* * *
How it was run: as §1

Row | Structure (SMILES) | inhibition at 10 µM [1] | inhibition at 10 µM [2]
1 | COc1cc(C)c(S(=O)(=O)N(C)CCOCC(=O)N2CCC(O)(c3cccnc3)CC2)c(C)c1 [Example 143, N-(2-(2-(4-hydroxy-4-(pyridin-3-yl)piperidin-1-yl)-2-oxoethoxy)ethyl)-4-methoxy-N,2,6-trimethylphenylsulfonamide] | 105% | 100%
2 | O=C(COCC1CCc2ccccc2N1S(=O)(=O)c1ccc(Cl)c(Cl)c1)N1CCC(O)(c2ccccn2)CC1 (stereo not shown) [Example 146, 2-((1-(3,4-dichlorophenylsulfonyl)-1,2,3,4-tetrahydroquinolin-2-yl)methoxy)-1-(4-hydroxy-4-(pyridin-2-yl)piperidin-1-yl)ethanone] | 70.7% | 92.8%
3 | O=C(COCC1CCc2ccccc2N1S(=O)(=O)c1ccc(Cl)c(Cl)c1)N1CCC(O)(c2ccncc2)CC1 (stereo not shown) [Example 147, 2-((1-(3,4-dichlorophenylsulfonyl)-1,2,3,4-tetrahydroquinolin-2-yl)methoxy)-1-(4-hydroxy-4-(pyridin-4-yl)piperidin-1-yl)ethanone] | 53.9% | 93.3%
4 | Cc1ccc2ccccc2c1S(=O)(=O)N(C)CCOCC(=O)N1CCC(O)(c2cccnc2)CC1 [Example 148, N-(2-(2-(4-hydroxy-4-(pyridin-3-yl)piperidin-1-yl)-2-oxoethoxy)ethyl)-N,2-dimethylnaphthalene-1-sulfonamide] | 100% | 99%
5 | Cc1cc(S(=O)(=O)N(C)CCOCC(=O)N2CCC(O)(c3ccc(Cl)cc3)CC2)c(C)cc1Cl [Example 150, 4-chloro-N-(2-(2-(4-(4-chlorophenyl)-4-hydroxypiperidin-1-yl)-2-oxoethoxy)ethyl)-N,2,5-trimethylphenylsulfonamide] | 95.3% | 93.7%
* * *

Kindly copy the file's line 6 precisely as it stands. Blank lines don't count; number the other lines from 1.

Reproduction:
4 | Cc1ccc2ccccc2c1S(=O)(=O)N(C)CCOCC(=O)N1CCC(O)(c2cccnc2)CC1 [Example 148, N-(2-(2-(4-hydroxy-4-(pyridin-3-yl)piperidin-1-yl)-2-oxoethoxy)ethyl)-N,2-dimethylnaphthalene-1-sulfonamide] | 100% | 99%